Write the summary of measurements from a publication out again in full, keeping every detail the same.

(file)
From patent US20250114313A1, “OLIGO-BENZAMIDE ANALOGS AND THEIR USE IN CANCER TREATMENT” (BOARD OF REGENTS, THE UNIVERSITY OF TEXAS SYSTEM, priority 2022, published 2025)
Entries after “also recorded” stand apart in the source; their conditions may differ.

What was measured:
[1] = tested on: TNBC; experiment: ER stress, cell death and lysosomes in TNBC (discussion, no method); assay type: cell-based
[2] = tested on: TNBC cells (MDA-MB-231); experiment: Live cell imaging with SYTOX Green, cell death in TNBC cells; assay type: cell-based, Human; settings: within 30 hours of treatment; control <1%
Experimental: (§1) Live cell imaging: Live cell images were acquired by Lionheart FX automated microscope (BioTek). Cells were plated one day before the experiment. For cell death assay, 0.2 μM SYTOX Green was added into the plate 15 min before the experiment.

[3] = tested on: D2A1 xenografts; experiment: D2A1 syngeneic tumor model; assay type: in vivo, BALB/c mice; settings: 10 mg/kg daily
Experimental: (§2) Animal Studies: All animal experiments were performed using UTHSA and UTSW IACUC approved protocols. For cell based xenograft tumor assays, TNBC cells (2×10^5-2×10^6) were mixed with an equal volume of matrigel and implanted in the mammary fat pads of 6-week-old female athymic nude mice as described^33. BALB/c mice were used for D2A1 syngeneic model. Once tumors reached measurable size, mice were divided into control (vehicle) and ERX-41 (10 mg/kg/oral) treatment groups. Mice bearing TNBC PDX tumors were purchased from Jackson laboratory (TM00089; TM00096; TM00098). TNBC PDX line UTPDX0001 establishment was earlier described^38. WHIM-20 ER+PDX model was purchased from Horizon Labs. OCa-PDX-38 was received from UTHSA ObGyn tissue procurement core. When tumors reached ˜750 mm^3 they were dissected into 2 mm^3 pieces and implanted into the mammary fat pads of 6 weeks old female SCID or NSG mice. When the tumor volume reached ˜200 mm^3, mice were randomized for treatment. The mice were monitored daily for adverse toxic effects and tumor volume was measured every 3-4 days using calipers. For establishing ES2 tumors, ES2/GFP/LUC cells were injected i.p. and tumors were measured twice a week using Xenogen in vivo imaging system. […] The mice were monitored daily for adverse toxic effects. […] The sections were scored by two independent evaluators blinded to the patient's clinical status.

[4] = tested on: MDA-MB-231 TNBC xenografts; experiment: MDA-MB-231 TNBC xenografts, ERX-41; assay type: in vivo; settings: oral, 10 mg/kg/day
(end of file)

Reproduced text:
From patent US20250114313A1, “OLIGO-BENZAMIDE ANALOGS AND THEIR USE IN CANCER TREATMENT” (BOARD OF REGENTS, THE UNIVERSITY OF TEXAS SYSTEM, priority 2022, published 2025)
Entries after “also recorded” stand apart in the source; their conditions may differ.

What was measured:
[1] = tested on: TNBC; experiment: ER stress, cell death and lysosomes in TNBC (discussion, no method); assay type: cell-based
[2] = tested on: TNBC cells (MDA-MB-231); experiment: Live cell imaging with SYTOX Green, cell death in TNBC cells; assay type: cell-based, Human; settings: within 30 hours of treatment; control <1%
Experimental: (§1) Live cell imaging: Live cell images were acquired by Lionheart FX automated microscope (BioTek). Cells were plated one day before the experiment. For cell death assay, 0.2 μM SYTOX Green was added into the plate 15 min before the experiment.

[3] = tested on: D2A1 xenografts; experiment: D2A1 syngeneic tumor model; assay type: in vivo, BALB/c mice; settings: 10 mg/kg daily
Experimental: (§2) Animal Studies: All animal experiments were performed using UTHSA and UTSW IACUC approved protocols. For cell based xenograft tumor assays, TNBC cells (2×10^5-2×10^6) were mixed with an equal volume of matrigel and implanted in the mammary fat pads of 6-week-old female athymic nude mice as described^33. BALB/c mice were used for D2A1 syngeneic model. Once tumors reached measurable size, mice were divided into control (vehicle) and ERX-41 (10 mg/kg/oral) treatment groups. Mice bearing TNBC PDX tumors were purchased from Jackson laboratory (TM00089; TM00096; TM00098). TNBC PDX line UTPDX0001 establishment was earlier described^38. WHIM-20 ER+PDX model was purchased from Horizon Labs. OCa-PDX-38 was received from UTHSA ObGyn tissue procurement core. When tumors reached ˜750 mm^3 they were dissected into 2 mm^3 pieces and implanted into the mammary fat pads of 6 weeks old female SCID or NSG mice. When the tumor volume reached ˜200 mm^3, mice were randomized for treatment. The mice were monitored daily for adverse toxic effects and tumor volume was measured every 3-4 days using calipers. For establishing ES2 tumors, ES2/GFP/LUC cells were injected i.p. and tumors were measured twice a week using Xenogen in vivo imaging system. […] The mice were monitored daily for adverse toxic effects. […] The sections were scored by two independent evaluators blinded to the patient's clinical status.

[4] = tested on: MDA-MB-231 TNBC xenografts; experiment: MDA-MB-231 TNBC xenografts, ERX-41; assay type: in vivo; settings: oral, 10 mg/kg/day